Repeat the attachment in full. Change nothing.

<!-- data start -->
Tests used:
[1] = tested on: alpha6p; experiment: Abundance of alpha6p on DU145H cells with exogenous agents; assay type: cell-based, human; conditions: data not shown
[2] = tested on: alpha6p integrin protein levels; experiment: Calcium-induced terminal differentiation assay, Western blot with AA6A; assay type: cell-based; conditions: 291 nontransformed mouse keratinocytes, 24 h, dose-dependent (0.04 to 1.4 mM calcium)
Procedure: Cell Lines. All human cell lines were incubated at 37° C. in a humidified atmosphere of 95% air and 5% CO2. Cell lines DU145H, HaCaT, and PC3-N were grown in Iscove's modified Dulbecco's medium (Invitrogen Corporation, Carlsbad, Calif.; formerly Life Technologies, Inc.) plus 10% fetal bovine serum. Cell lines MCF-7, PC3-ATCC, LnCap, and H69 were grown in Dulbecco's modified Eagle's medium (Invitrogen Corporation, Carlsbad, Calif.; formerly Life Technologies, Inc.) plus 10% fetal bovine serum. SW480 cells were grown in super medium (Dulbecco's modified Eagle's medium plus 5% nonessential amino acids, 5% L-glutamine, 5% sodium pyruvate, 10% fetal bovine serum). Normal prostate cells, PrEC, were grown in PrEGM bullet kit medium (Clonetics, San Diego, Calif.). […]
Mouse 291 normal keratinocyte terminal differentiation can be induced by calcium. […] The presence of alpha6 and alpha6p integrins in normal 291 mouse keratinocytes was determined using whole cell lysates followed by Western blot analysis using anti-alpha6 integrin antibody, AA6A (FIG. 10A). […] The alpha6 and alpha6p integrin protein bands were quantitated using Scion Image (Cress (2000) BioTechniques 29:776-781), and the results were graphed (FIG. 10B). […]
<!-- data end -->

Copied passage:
Tests used:
[1] = tested on: alpha6p; experiment: Abundance of alpha6p on DU145H cells with exogenous agents; assay type: cell-based, human; conditions: data not shown
[2] = tested on: alpha6p integrin protein levels; experiment: Calcium-induced terminal differentiation assay, Western blot with AA6A; assay type: cell-based; conditions: 291 nontransformed mouse keratinocytes, 24 h, dose-dependent (0.04 to 1.4 mM calcium)
Procedure: Cell Lines. All human cell lines were incubated at 37° C. in a humidified atmosphere of 95% air and 5% CO2. Cell lines DU145H, HaCaT, and PC3-N were grown in Iscove's modified Dulbecco's medium (Invitrogen Corporation, Carlsbad, Calif.; formerly Life Technologies, Inc.) plus 10% fetal bovine serum. Cell lines MCF-7, PC3-ATCC, LnCap, and H69 were grown in Dulbecco's modified Eagle's medium (Invitrogen Corporation, Carlsbad, Calif.; formerly Life Technologies, Inc.) plus 10% fetal bovine serum. SW480 cells were grown in super medium (Dulbecco's modified Eagle's medium plus 5% nonessential amino acids, 5% L-glutamine, 5% sodium pyruvate, 10% fetal bovine serum). Normal prostate cells, PrEC, were grown in PrEGM bullet kit medium (Clonetics, San Diego, Calif.). […]
Mouse 291 normal keratinocyte terminal differentiation can be induced by calcium. […] The presence of alpha6 and alpha6p integrins in normal 291 mouse keratinocytes was determined using whole cell lysates followed by Western blot analysis using anti-alpha6 integrin antibody, AA6A (FIG. 10A). […] The alpha6 and alpha6p integrin protein bands were quantitated using Scion Image (Cress (2000) BioTechniques 29:776-781), and the results were graphed (FIG. 10B). […]